Fudge struggles to stem losses

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Ann Fudge is fighting for her job.

In nearly two years at the helm of Young & Rubicam Brands, Ms. Fudge has not only failed to reinvigorate the flagship global agency, Y&R, but has overseen such hemorrhaging of business that the question must now be whether the shop will bring in new leadership.

The loss last week of two accounts-Ford Motor Co.'s $100 million Jaguar Cars, which had been with Y&R since 2001 and the $100 million Sony Electronics, a client since 1998-comes less than two months after the exit of Computer Associates, which parked its $100 million account at the agency in 2000. In January 2004, the $300 million Burger King account exited. Other major agency clients are either in review (Cadbury Schweppes), at risk (Sears, Roebuck & Co., which is set to merge with K-Mart), or have stopped advertising to consumers (AT&T Corp.).

While she's perceived to have done a good job with some of the other agencies in the Y&R Brands group, Ms. Fudge hasn't managed to differentiate Y&R from its competitors-a problem that troubles the global networks given the myriad options available to clients. Nor has she markedly improved the agency's creative output or its new-business performance.

Given these issues, something has to give. "To me, the question is, what will Martin Sorrell do to fix the company?" said Michael Nathanson, global media analyst, marketing communications, U.S. media, Sanford Bernstein. He anticipates Y&R will be a major focus of conversation when WPP reports 2004 full year results Feb. 25.

`Speak to Ann'

Would that mean removing Ms. Fudge from her role? When asked, "Is Ann's job on the line?" her boss, WPP Group Chief Executive Martin Sorrell, first said, "Speak to Ann," before later saying through a spokesman: "She is doing fine."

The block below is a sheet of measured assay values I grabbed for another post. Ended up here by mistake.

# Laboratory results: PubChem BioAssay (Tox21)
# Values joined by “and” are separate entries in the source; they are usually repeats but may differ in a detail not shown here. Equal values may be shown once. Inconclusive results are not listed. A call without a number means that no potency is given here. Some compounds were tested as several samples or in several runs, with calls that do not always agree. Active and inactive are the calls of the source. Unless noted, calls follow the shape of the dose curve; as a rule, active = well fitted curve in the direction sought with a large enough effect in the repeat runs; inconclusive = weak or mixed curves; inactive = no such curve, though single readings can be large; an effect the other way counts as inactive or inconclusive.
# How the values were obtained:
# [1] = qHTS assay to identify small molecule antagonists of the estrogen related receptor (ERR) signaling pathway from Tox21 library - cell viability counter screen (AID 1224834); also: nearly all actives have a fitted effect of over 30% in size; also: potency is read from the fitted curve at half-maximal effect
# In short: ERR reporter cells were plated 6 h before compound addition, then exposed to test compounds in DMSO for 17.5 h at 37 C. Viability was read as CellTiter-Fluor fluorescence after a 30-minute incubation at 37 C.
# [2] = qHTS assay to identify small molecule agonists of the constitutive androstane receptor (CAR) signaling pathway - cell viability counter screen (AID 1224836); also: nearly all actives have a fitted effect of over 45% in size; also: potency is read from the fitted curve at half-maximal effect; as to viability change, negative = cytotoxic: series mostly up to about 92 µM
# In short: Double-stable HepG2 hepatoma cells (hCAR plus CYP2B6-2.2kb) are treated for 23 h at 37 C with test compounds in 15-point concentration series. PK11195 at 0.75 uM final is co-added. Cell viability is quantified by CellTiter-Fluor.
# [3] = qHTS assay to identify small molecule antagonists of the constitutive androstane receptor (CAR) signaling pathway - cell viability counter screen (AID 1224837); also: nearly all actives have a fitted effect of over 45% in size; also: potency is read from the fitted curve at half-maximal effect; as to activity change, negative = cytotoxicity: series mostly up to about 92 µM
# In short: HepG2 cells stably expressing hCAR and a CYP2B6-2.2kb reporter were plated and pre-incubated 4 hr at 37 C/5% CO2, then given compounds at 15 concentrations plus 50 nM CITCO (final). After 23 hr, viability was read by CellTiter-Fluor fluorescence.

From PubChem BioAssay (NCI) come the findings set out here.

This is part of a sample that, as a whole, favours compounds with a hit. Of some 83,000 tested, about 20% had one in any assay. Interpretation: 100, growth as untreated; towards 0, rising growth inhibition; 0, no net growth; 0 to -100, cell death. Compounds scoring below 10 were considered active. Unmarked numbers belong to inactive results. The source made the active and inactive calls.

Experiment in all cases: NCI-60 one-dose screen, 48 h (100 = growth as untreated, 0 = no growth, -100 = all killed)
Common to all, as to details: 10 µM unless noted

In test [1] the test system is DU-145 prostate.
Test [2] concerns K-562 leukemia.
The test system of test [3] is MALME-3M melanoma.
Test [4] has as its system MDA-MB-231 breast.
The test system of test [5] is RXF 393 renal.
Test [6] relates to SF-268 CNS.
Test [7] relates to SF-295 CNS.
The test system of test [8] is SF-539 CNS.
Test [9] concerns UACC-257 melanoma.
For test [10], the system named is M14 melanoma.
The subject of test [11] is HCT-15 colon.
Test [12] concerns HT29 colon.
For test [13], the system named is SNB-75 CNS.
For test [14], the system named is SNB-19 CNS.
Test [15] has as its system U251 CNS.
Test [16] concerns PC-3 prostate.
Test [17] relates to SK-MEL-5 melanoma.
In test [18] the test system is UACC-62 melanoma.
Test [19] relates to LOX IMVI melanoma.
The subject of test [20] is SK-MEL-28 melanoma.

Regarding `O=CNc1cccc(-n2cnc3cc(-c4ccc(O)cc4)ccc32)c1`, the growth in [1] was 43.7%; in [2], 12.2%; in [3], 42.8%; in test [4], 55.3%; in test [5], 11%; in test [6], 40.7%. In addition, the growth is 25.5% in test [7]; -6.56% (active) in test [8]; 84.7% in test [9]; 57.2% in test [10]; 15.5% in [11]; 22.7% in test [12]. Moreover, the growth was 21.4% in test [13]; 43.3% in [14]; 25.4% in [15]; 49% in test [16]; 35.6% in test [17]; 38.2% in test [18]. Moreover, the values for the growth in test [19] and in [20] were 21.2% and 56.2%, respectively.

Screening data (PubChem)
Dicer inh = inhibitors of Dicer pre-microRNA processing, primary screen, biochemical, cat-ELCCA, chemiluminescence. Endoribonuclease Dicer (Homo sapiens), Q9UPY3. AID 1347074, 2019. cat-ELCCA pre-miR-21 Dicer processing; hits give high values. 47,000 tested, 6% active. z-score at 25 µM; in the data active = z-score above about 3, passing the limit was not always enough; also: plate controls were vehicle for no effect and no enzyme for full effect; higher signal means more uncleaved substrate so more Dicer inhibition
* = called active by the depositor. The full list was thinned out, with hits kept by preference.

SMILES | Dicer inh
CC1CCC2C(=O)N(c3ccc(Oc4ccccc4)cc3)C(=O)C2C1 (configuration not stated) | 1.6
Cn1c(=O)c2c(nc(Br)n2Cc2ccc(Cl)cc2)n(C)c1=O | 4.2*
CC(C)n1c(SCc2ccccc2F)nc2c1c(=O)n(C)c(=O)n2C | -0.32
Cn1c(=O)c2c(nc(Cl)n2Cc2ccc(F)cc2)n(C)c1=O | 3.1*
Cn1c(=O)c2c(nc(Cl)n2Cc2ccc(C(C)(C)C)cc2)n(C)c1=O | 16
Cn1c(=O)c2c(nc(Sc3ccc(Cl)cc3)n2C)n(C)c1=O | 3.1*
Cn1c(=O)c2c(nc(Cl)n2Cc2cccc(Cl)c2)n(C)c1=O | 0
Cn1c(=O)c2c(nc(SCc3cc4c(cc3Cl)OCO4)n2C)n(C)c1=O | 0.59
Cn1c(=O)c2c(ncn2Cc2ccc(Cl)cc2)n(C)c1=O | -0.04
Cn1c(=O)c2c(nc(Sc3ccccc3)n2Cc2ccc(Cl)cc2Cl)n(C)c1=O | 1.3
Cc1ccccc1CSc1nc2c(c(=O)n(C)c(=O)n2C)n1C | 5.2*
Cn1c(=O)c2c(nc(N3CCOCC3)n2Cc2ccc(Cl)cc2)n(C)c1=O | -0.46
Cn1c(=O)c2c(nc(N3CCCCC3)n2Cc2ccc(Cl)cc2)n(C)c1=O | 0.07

Asked for an assessment of her performance and whether she is in danger of losing her job, Ms. Fudge declined to comment.

A Harvard University M.B.A. who built her marketing career at General Mills and Kraft prior to joining WPP in May 2003, Ms. Fudge was a bold hire, having no experience running an agency. Reflecting her client-side roots, soon after her arrival she undertook a massive assessment of the company's operations, and initiated programs to improve internal processes. But some believe she moved too slowly on other issues, such as new business. "She didn't move fast enough in having a long-term plan and vision," said one industry consultant.

Just two weeks ago, she appointed Gord McLean, a 16-year agency veteran, with strong ties to important clients Colgate Palmolive and Chevron Texaco, to be CEO of the agency in North America. "He will do as good a job as anyone," said an executive familiar with the agency. Still, critics say, Ms. Fudge needs a seasoned agency hand at the helm of Y&R Worldwide.

That may be a route considered by WPP: Hire a new chief for Y&R, while allowing Ms. Fudge to continue at the helm of Y&R Brands.


Ford Motor Co.'s Jaguar Cars cut incumbent WPP Group's Y&R, Irvine, Calif., from its review last week. Agencies remaining in the competition for the estimated $100 million review are:

Havas' Euro RSCG Worldwide

WPP Group's JWT

MDC Partners' Kirshenbaum Bond & Partners, New York

Independents Leagas Delaney, London; M&C Saatchi, New York and London

Consultants Roth Associates, New York and Agency Assessments International, London, are handling the review.

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